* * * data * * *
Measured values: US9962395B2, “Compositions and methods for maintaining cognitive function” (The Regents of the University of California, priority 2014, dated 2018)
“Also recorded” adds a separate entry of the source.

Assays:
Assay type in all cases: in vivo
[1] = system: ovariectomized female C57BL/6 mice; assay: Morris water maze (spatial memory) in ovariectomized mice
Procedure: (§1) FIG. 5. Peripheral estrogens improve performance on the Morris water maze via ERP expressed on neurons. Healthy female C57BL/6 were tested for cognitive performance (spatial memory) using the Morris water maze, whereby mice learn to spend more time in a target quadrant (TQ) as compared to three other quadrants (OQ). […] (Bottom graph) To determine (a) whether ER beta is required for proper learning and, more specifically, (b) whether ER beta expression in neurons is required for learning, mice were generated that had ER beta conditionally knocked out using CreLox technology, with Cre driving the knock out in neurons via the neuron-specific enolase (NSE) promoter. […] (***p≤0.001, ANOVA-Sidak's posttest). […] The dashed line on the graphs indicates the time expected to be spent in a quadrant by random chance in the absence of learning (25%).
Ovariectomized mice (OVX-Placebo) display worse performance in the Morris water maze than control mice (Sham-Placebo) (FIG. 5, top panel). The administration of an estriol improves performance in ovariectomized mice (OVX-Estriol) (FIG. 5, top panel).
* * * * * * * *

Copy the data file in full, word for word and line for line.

Measured values: US9962395B2, “Compositions and methods for maintaining cognitive function” (The Regents of the University of California, priority 2014, dated 2018)
“Also recorded” adds a separate entry of the source.

Assays:
Assay type in all cases: in vivo
[1] = system: ovariectomized female C57BL/6 mice; assay: Morris water maze (spatial memory) in ovariectomized mice
Procedure: (§1) FIG. 5. Peripheral estrogens improve performance on the Morris water maze via ERP expressed on neurons. Healthy female C57BL/6 were tested for cognitive performance (spatial memory) using the Morris water maze, whereby mice learn to spend more time in a target quadrant (TQ) as compared to three other quadrants (OQ). […] (Bottom graph) To determine (a) whether ER beta is required for proper learning and, more specifically, (b) whether ER beta expression in neurons is required for learning, mice were generated that had ER beta conditionally knocked out using CreLox technology, with Cre driving the knock out in neurons via the neuron-specific enolase (NSE) promoter. […] (***p≤0.001, ANOVA-Sidak's posttest). […] The dashed line on the graphs indicates the time expected to be spent in a quadrant by random chance in the absence of learning (25%).
Ovariectomized mice (OVX-Placebo) display worse performance in the Morris water maze than control mice (Sham-Placebo) (FIG. 5, top panel). The administration of an estriol improves performance in ovariectomized mice (OVX-Estriol) (FIG. 5, top panel).